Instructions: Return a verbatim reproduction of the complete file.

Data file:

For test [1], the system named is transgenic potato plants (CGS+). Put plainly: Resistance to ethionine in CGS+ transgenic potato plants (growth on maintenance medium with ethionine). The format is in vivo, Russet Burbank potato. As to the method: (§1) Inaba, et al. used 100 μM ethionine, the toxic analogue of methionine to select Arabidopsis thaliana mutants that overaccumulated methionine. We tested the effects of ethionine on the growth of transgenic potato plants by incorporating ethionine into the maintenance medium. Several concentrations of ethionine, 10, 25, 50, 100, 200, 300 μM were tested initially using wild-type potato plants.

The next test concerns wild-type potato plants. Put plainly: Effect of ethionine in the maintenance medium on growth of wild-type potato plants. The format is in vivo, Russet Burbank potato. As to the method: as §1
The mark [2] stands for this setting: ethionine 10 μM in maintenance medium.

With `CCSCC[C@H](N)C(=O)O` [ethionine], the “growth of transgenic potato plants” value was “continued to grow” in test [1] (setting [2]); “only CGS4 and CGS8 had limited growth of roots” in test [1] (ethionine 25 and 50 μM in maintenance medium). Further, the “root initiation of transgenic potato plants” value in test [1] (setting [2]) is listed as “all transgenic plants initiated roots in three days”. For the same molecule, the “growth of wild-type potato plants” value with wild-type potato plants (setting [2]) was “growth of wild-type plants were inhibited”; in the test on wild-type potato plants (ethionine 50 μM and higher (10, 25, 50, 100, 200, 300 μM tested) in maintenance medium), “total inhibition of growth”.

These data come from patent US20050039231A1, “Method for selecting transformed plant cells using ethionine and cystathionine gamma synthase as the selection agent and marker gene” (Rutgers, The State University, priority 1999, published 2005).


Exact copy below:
For test [1], the system named is transgenic potato plants (CGS+). Put plainly: Resistance to ethionine in CGS+ transgenic potato plants (growth on maintenance medium with ethionine). The format is in vivo, Russet Burbank potato. As to the method: (§1) Inaba, et al. used 100 μM ethionine, the toxic analogue of methionine to select Arabidopsis thaliana mutants that overaccumulated methionine. We tested the effects of ethionine on the growth of transgenic potato plants by incorporating ethionine into the maintenance medium. Several concentrations of ethionine, 10, 25, 50, 100, 200, 300 μM were tested initially using wild-type potato plants.

The next test concerns wild-type potato plants. Put plainly: Effect of ethionine in the maintenance medium on growth of wild-type potato plants. The format is in vivo, Russet Burbank potato. As to the method: as §1
The mark [2] stands for this setting: ethionine 10 μM in maintenance medium.

With `CCSCC[C@H](N)C(=O)O` [ethionine], the “growth of transgenic potato plants” value was “continued to grow” in test [1] (setting [2]); “only CGS4 and CGS8 had limited growth of roots” in test [1] (ethionine 25 and 50 μM in maintenance medium). Further, the “root initiation of transgenic potato plants” value in test [1] (setting [2]) is listed as “all transgenic plants initiated roots in three days”. For the same molecule, the “growth of wild-type potato plants” value with wild-type potato plants (setting [2]) was “growth of wild-type plants were inhibited”; in the test on wild-type potato plants (ethionine 50 μM and higher (10, 25, 50, 100, 200, 300 μM tested) in maintenance medium), “total inhibition of growth”.

These data come from patent US20050039231A1, “Method for selecting transformed plant cells using ethionine and cystathionine gamma synthase as the selection agent and marker gene” (Rutgers, The State University, priority 1999, published 2005).